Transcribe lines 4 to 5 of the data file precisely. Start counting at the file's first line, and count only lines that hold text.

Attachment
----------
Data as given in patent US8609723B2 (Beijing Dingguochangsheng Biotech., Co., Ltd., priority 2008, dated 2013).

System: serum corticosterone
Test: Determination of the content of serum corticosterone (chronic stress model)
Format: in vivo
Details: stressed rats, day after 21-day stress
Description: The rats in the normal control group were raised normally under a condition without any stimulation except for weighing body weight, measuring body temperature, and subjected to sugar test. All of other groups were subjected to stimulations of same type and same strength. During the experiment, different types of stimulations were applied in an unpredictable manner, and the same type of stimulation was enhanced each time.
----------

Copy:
Format: in vivo
Details: stressed rats, day after 21-day stress